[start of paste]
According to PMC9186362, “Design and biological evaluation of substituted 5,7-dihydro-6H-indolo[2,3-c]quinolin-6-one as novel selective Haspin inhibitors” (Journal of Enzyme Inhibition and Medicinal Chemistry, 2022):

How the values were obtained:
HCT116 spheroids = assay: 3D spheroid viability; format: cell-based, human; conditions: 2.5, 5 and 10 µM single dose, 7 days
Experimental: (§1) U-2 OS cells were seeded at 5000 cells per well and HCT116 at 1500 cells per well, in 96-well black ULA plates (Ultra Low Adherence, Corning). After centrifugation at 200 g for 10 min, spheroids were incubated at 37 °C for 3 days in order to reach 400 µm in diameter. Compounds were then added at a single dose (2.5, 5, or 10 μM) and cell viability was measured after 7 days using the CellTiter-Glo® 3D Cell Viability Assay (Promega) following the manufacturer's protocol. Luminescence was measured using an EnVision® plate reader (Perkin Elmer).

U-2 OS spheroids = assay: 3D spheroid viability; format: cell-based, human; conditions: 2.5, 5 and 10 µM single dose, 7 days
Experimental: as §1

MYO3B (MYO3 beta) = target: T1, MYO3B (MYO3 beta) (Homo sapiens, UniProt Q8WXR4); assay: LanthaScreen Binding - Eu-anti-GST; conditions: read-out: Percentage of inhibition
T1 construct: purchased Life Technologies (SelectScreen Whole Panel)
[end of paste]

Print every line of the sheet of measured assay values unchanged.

According to PMC9186362, “Design and biological evaluation of substituted 5,7-dihydro-6H-indolo[2,3-c]quinolin-6-one as novel selective Haspin inhibitors” (Journal of Enzyme Inhibition and Medicinal Chemistry, 2022):

How the values were obtained:
HCT116 spheroids = assay: 3D spheroid viability; format: cell-based, human; conditions: 2.5, 5 and 10 µM single dose, 7 days
Experimental: (§1) U-2 OS cells were seeded at 5000 cells per well and HCT116 at 1500 cells per well, in 96-well black ULA plates (Ultra Low Adherence, Corning). After centrifugation at 200 g for 10 min, spheroids were incubated at 37 °C for 3 days in order to reach 400 µm in diameter. Compounds were then added at a single dose (2.5, 5, or 10 μM) and cell viability was measured after 7 days using the CellTiter-Glo® 3D Cell Viability Assay (Promega) following the manufacturer's protocol. Luminescence was measured using an EnVision® plate reader (Perkin Elmer).

U-2 OS spheroids = assay: 3D spheroid viability; format: cell-based, human; conditions: 2.5, 5 and 10 µM single dose, 7 days
Experimental: as §1

MYO3B (MYO3 beta) = target: T1, MYO3B (MYO3 beta) (Homo sapiens, UniProt Q8WXR4); assay: LanthaScreen Binding - Eu-anti-GST; conditions: read-out: Percentage of inhibition
T1 construct: purchased Life Technologies (SelectScreen Whole Panel)